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It has been clear for a number of years that the current UK system of medical indemnity is not fit for purpose. On the rare occasions when things go wrong, it does not always compensate patients when it should. From a consultant’s perspective it is expensive, inefficient and bureaucratic. Premia are high and often do not reflect a consultant’s track record or level of skill. 

From a patient's perspective, the process of claiming is often frustrating and lengthy.

Gaps in compensating private patients were addressed in an independent report, into Ian Paterson, the rogue surgeon who performed botched and unnecessary operations on hundreds of women. The report noted that at one stage private patients were potentially left uncompensated as a consequence of their choice to seek private treatment. 

Paterson’s indemnity cover was provided by the Medical Defence Union (MDU), who declined to contribute to the compensation fund set up to recompense patients. Dr Christine Tomkins, chief executive of the MDU, said: ‘It has always been the case that the requirement that doctors have professional indemnity is intended to provide compensation for negligence. The MDU, along with all those indemnifying or insuring doctors, pays compensation to patients for negligence, not for crime.

Spire Healthcare, where Paterson operated, contributed over £27m to the compensation fund.

The report stressed the need for private patients to know more about their options for redress if something goes wrong. It added: ‘The discretionary nature of the cover, combined with the lack of clarity about whether private healthcare providers are vicariously liable for healthcare professionals’ actions, means that there are potential gaps in clinical indemnity in the independent sector which do not exist in the NHS. ‘This risk does not appear to be transparent to private patients at the point that they choose to have their treatment in this sector.

For many newly qualified consultants, the cost of indemnity is one of the biggest barriers to setting up in private practice. The GMC requires all doctors in private practice to maintain indemnity or insurance in respect of claims from patients. Private hospital groups also now have their own detailed requirements setting out the level of cover required. In many cases, premia will run into many tens of thousands of pounds per consultant, which must be paid up front by the consultant before a single patient is treated.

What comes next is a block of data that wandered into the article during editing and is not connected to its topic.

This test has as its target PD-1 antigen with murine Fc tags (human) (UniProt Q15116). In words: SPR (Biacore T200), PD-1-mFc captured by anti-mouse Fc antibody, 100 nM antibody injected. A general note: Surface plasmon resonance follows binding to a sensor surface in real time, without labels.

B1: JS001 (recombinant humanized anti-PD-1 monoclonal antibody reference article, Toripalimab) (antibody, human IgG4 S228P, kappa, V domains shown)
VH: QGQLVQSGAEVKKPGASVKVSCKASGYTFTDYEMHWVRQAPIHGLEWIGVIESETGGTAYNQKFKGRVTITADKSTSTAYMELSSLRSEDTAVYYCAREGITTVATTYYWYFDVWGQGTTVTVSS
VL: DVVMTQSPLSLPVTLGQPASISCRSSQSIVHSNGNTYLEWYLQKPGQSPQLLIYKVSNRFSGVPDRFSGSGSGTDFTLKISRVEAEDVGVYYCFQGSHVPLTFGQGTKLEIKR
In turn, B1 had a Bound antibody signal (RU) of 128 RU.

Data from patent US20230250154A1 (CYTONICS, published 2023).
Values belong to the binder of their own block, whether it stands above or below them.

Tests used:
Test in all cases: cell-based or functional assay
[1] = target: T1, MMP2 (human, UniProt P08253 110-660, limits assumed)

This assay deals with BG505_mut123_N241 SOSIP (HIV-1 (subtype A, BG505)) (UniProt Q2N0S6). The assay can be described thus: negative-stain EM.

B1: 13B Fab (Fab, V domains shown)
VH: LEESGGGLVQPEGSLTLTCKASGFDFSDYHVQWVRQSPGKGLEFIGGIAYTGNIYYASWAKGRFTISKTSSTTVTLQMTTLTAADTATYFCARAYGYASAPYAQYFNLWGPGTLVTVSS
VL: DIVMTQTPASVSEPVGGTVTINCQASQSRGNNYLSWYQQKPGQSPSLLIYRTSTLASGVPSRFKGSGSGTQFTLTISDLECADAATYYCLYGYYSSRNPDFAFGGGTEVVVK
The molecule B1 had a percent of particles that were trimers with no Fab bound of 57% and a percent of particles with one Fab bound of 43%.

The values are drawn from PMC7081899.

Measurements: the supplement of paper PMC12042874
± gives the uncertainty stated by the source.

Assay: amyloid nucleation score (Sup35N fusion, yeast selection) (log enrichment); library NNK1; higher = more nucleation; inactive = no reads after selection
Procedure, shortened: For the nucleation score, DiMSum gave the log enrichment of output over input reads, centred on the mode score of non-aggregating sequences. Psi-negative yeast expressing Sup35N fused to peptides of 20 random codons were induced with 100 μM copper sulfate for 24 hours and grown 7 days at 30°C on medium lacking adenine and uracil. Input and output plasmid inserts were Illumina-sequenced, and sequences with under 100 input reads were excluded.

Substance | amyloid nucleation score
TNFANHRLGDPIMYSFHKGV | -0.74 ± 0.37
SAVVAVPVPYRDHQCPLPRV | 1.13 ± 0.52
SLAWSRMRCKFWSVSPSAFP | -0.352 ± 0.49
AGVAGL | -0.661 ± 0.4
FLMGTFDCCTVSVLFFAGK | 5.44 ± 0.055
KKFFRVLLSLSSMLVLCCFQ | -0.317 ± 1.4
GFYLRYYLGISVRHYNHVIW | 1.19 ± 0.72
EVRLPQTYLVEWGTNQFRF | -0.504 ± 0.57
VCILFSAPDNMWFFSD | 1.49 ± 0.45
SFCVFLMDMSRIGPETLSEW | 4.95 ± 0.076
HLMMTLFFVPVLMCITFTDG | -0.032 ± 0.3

The UK indemnity market has continued relatively unchanged for over a hundred years. The market is dominated by three large mutuals, known as Medical Defence Organisations (MDOs), each of which was founded over a century ago. Between them they indemnify over 80% of consultants in private practice, and whilst they have served the profession well in the past, their mutual members’ club approach is considered by many to be no longer fit for purpose. Indeed, the sector is awaiting a response to a Government consultation which asked whether fundamental reform of medical indemnity is required.

We believe that the modern business of healthcare, operating in a fast-changing and litigious environment, demands the certainty of contractual insurance combined with a flexibility of approach to adapt to the new patient care models that are emerging.

That healthcare in the UK is going through a fundamental transition is a certainty. Post-Covid, we will see a waiting list of 10m patients (4.6m now and up to 6m as yet unreferred) and a strong demand for private healthcare will be inevitable.If clinicians are going to address this new demand, a new approach to indemnity insurance will need to be found.

At present around 20% of clinicians in private practice are insured while 80% remain with the MDOs. In a world of big data we feel this is archaic and needs to change.

We are working with leaders in the insurance market with the aim of introducing a new model of insurance that leverages new technology and ways of working to provide better value for consultants and greater certainty for patients.